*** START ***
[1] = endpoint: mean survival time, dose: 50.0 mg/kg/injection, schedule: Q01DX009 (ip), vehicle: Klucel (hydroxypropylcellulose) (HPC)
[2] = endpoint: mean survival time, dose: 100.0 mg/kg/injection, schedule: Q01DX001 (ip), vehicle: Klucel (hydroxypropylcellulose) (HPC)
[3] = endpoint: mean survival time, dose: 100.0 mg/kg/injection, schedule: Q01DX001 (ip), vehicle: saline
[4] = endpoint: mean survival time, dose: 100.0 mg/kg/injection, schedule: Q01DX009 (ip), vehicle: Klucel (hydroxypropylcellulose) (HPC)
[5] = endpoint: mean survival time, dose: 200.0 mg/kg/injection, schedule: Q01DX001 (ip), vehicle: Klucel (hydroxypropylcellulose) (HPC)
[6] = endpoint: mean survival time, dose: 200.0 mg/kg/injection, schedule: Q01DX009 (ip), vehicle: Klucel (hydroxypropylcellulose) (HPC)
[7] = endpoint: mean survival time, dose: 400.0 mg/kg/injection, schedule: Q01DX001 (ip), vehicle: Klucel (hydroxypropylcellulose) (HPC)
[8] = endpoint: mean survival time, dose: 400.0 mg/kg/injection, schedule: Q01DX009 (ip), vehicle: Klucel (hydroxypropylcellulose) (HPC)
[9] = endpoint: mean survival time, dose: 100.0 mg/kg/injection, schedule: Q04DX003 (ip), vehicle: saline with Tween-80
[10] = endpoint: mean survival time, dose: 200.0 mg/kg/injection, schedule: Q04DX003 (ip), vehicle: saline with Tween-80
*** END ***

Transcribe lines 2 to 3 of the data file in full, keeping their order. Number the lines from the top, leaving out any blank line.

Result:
[2] = endpoint: mean survival time, dose: 100.0 mg/kg/injection, schedule: Q01DX001 (ip), vehicle: Klucel (hydroxypropylcellulose) (HPC)
[3] = endpoint: mean survival time, dose: 100.0 mg/kg/injection, schedule: Q01DX001 (ip), vehicle: saline